Nancy’s smile was tentative. Her family had survived Hurricane Michael by sheltering at a nearby relative’s home. Her son’s home had not survived. It had collapsed into a heap of twisted siding, steel beams, clothing and children’s toys. For six months, Nancy had been living next to this huge pile of rusty metal and rotting furniture as her own home was repaired. Today, a crowd of people in bright orange shirts gathered at the property to help.
In the wake of last year’s Hurricane Michael, vast areas of the Florida Panhandle remain devastated. People feel that the outside world has forgotten them as time passes and new disasters claim public attention.
Samaritan’s Purse has not forgotten. A disaster response organization and Christian outreach ministry, Samaritan’s Purse is a mainly volunteer operation with a small staff. It witnesses to Christ’s love through the work of volunteers and ministers to survivors of disasters through response and reconstruction work. Chaplains from Billy Graham’s ministry provide spiritual support and outreach to volunteers and homeowners. Those served by Samaritan’s Purse receive the labor of eager volunteers, their heartfelt prayers, and a study Bible signed by volunteers who worked on their property. Relief and rebuild efforts occur in both U.S. and international locations.
I found out about Samaritan’s Purse through a friend who was organizing a mission trip to Panama City. Several other relief organizations also are active there long after the hurricane, including Catholic Charities of Northwest Florida and the Catholic Diocese of Pensacola-Tallahassee. I chose Samaritan’s Purse because it was easy to volunteer as an individual rather than part of a larger group.
What prompted me to add my small efforts to those of other volunteers was the vastness of the destruction and the magnitude of the unaddressed needs. As I towed my Airstream along Route 10, I was shocked to see the scope of the storm’s devastation. It looked like powerful bombs had gone off. Acres of trees were shattered with jagged broken trunks like smashed teeth in surprisingly symmetrical patterns. Later I learned the tearing of these tall trunks at the same level indicated the path of one of the many tornadoes that accompanied Hurricane Michael. Many houses gaped open or sported bright blue tarps. For more than a hundred miles, west from Tallahassee, through Marianna and Chipley, and then down along the coast to Panama City, I witnessed the terrible, widespread effects of last October’s pounding of the Panhandle.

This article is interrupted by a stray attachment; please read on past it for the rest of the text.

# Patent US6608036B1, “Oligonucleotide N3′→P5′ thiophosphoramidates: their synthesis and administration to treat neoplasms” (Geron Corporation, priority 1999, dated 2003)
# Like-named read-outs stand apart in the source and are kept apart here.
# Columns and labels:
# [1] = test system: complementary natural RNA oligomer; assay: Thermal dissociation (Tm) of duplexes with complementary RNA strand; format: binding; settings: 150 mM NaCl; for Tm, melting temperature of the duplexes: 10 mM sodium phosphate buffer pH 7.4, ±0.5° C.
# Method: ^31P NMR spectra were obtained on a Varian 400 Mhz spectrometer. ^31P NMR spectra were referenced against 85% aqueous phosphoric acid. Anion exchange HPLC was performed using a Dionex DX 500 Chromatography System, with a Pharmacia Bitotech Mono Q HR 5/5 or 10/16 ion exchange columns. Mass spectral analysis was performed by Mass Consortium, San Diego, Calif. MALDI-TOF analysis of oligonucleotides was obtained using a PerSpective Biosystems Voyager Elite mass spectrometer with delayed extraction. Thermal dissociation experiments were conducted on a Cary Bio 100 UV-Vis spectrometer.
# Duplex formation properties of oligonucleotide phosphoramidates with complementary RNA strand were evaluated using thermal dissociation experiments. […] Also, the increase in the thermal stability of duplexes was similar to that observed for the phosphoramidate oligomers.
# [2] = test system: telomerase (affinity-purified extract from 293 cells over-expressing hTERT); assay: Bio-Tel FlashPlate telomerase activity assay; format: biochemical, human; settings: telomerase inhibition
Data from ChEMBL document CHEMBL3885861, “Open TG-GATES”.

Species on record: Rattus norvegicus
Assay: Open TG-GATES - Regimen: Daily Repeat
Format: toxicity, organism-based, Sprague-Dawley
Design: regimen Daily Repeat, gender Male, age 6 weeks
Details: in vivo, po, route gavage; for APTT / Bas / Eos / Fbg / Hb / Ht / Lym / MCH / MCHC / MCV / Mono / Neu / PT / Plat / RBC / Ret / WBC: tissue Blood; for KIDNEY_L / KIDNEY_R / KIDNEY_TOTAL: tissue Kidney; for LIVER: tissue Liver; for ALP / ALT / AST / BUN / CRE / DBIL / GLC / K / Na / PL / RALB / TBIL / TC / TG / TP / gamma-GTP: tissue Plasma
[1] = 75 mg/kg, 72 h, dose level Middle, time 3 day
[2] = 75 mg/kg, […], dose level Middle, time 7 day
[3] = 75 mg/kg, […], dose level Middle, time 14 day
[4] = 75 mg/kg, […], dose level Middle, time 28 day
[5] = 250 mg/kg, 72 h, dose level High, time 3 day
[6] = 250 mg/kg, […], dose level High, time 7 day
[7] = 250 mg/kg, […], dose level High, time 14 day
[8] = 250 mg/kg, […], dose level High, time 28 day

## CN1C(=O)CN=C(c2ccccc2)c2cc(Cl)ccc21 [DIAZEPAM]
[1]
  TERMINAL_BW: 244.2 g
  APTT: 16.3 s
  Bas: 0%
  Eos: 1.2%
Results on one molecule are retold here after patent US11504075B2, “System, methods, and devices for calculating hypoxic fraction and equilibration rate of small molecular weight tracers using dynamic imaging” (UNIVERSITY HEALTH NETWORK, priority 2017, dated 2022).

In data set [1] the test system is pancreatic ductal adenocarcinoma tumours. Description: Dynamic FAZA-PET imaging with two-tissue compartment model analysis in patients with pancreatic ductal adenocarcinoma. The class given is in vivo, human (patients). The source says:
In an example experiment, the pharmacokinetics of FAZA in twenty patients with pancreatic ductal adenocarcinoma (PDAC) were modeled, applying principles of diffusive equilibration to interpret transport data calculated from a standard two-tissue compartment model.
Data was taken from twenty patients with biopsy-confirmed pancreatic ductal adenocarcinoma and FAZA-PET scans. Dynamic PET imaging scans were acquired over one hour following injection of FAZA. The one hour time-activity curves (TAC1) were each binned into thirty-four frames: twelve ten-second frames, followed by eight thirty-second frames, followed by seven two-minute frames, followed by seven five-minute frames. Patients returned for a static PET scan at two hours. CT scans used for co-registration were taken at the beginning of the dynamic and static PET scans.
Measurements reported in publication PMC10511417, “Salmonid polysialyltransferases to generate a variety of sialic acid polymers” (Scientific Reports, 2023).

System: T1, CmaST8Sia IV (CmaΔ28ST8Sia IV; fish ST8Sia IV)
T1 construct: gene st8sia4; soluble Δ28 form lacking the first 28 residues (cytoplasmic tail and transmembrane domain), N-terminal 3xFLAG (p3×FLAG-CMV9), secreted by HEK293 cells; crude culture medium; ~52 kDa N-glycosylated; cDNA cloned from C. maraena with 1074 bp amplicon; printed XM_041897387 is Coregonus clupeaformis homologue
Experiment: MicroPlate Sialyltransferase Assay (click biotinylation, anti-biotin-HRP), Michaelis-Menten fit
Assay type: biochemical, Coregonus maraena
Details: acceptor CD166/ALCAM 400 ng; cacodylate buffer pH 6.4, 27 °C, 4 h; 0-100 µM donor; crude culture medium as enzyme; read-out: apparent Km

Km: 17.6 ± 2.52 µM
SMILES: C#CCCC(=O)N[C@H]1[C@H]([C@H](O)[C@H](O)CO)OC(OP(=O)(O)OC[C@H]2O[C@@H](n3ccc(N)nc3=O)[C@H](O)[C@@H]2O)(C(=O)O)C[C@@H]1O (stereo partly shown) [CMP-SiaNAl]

For over 40 years, Samaritan’s Purse has provided relief and rebuild efforts after natural disasters. It usually works with local churches to house and feed overnight volunteers. Day volunteers are welcome as well. I worked several mornings and an afternoon shift at the Panama City operation while staying at a state park about an hour north. A few weeks later, I parked my Airstream at an empty lot next to the church hosting the volunteers and joined them as an overnight volunteer for six days. I truly enjoyed the camaraderie among people from all over the country – and Canada – there with family, friends, or on their own, like me, all for a common purpose.
Samaritan’s Purse takes its motto “go and do likewise” from the Gospel parable of the Good Samaritan who cared for an injured man when others walked by without stopping to help. Integral to the material assistance Samaritan Purse provides is the sharing of the Gospel. The organization seeks to share God’s love through His Son, Jesus Christ. As a nondenominational evangelical Christian organization, Samaritan’s Purse looks for volunteers who have the same outlook and asks them to review and agree to support its ministry guidelines. None of these contradicted Catholic beliefs. I felt welcome as a Catholic who prays with the sign of the cross and attends daily Mass.